“The World As It Should Be”

“The world as it is, and the world as it should be.”

Whether you are concerned about current political division, studying US History or US Gov, seeking to understand the meaning of leadership, or simply searching for an introspective read, A Promised Land offers insight on how to unify and return to our ideals as a democracy. President Obama’s memoir, the first of two volumes, covers his campaign and most of his first term in the White House.

Obama’s voice in the memoir, while carrying definite ethos, is colored with self-awareness and a certain self-doubt. In the book’s early pages, he reflects on the complexities of his racial identity and his “preference for navel-gazing over action” as a Harvard intellectual. He questions his motives in entering politics and whether they were truly altruistic: “Was I still trying to prove myself worthy to a father who had abandoned me, live up to my mother’s starry-eyed expectations of her only son, and resolve whatever doubt remained from being born a child of mixed race?”

The book also reflects the gulf between the America of 2008 and the America of 2021. The positions on race that Obama took during his campaign and presidency, while they alienated a bloc of voters, were intended to heal rather than divide. Obama mostly steers clear of the issue of race in A Promised Land, perhaps reflecting his desire to straddle both the worlds of white America and Black America, and both facets of his mixed-race identity. He does reflect on the controversy that unfolded after the arrest of Professor Henry Louis Gates, Jr., and how his comment during a press conference—“the Cambridge police acted pretty stupidly in arresting somebody when there was already proof that they were in their own home”—caused an uproar among white voters. After a summer of protests and discussions of police brutality, this comment does not seem foreign. And while the “emotional, almost visceral reaction to [his] presidency” may appear racially motivated in retrospect, Obama notes that he was careful not to label his opponents racist. 

Obama reflects on his dream to bridge the racial divides of the nation and create opportunities for citizens of all different backgrounds. When he stated that “the world will start looking at America differently” due to his presidency, I was reminded of Vice-President elect Kamala Harris’ acceptance speech and how each of their elections were historic moments for this country. “I know that kids all around this country–Black kids, Hispanic kids, kids who don’t fit in–they’ll see themselves differently, too, their horizons lifted, their possibilities expanded.”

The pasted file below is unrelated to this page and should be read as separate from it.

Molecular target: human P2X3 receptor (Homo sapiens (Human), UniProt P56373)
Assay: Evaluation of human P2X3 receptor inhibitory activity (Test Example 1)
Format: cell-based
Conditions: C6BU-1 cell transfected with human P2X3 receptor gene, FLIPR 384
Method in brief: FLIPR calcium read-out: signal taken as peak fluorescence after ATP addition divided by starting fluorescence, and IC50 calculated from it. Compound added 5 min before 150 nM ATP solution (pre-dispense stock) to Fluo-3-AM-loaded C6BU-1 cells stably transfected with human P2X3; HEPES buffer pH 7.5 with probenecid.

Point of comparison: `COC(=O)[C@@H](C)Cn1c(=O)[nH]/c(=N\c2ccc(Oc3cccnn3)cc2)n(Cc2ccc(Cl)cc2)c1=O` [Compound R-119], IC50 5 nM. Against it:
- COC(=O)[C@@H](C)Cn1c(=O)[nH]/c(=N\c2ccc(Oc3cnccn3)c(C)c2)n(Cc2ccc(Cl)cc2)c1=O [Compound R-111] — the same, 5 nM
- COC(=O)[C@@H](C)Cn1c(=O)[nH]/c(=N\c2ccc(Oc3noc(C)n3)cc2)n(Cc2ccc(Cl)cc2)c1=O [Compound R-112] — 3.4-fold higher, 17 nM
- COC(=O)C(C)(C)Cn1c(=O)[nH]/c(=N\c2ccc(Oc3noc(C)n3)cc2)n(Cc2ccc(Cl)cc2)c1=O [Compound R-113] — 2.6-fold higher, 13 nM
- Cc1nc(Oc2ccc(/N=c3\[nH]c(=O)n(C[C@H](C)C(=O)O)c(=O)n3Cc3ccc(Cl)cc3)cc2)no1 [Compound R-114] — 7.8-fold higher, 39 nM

A Promised Land articulates a clear perspective on American progress: Despite America’s perpetual inability to live up to our ideals of freedom and equality, we can still strive toward the promise of America, the “arc of democracy.” Obama’s belief in American exceptionalism contrasts with recent views that America’s ideals are irredeemably tied with racism and oppression. It is Obama’s “audacity of hope” for America that unifies the book throughout its 701 pages, the belief that “yes we can.” In the face of skyrocketing unemployment, the Deepwater Horizon oil spill, and the countless other struggles of his presidency, Obama never loses faith in the ability of America to overcome these setbacks and remains steadfast in his vision of change for the nation.

The pages of A Promised Land are graced not only with accounts of political deliberations, but also the stories of real people: voters without health insurance, the wounded soldiers the President visited at Walter Reed Military Hospital, members of the cabinet, foreign leaders, and political opponents. Obama describes his chief of staff, Pete Rouse, as “almost shy, which helped explain his long-term bachelorhood and doting affection for his cats.” He tells of “the single mom living on a ravaged block who somehow got all four children through college.” In one biographical sketch, he notes the struggle that Senate Democratic leader Harry Reid had to endure to reach Congress, beginning his life “in a shack without indoor plumbing or a telephone.” Obama ties these moments of prose into the narrative of the decisions he made to reach the presidency and the policies he enacted in his first term. The book does not read as the voice of a distant politician but instead as a fellow citizen, a leader who recognizes that democracy is fundamentally vested in the people.

A Promised Land describes a democracy in transition and conflicted about its principles and role in the world. A political sphere oscillating between globalism and nationalism, a housing boom and financial crisis, bipartisanship and partisan obstruction, conservatism and progressivism, war and peace, racial resentment and the hope for a post-racial society. Obama is honest about the shifts in his own perceptions of democracy, which emerges as the memoir’s most profound strength.

Regardless of your political affiliation, I would recommend reading A Promised Land for the window that it offers into identity: the identity of the 44th President and our identity as a democracy, a “promised land.” Neither one is perfect. Indeed, Obama asserts this truth through his ponderous reflections on both the successes and failures of his presidency, his persistent humility and self-doubt, and his realization that he had become an “outsized symbol of hope” for the nation. The memoir is not only the account of a single public figure or administration but becomes the question of a nation. What tensions and struggles have formed the world as it is? Is it possible to shape our democracy into what it should be?